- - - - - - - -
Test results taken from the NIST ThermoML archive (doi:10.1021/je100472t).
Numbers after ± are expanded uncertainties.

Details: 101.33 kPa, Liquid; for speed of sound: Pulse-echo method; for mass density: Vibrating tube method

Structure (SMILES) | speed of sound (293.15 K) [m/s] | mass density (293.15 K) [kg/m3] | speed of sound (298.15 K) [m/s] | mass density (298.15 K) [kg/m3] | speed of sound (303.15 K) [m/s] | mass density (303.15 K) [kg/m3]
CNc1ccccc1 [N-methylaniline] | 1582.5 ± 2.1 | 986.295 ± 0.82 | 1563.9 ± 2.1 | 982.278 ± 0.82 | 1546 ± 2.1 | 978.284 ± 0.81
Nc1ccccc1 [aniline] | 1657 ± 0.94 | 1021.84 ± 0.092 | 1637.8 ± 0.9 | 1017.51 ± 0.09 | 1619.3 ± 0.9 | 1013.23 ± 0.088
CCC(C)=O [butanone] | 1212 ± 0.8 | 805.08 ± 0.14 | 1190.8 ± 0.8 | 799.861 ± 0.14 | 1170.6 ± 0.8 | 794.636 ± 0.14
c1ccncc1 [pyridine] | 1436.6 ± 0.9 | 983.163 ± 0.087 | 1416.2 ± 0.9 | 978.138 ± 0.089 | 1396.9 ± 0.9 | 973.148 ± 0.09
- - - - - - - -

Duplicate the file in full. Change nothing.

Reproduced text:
Test results taken from the NIST ThermoML archive (doi:10.1021/je100472t).
Numbers after ± are expanded uncertainties.

Details: 101.33 kPa, Liquid; for speed of sound: Pulse-echo method; for mass density: Vibrating tube method

Structure (SMILES) | speed of sound (293.15 K) [m/s] | mass density (293.15 K) [kg/m3] | speed of sound (298.15 K) [m/s] | mass density (298.15 K) [kg/m3] | speed of sound (303.15 K) [m/s] | mass density (303.15 K) [kg/m3]
CNc1ccccc1 [N-methylaniline] | 1582.5 ± 2.1 | 986.295 ± 0.82 | 1563.9 ± 2.1 | 982.278 ± 0.82 | 1546 ± 2.1 | 978.284 ± 0.81
Nc1ccccc1 [aniline] | 1657 ± 0.94 | 1021.84 ± 0.092 | 1637.8 ± 0.9 | 1017.51 ± 0.09 | 1619.3 ± 0.9 | 1013.23 ± 0.088
CCC(C)=O [butanone] | 1212 ± 0.8 | 805.08 ± 0.14 | 1190.8 ± 0.8 | 799.861 ± 0.14 | 1170.6 ± 0.8 | 794.636 ± 0.14
c1ccncc1 [pyridine] | 1436.6 ± 0.9 | 983.163 ± 0.087 | 1416.2 ± 0.9 | 978.138 ± 0.089 | 1396.9 ± 0.9 | 973.148 ± 0.09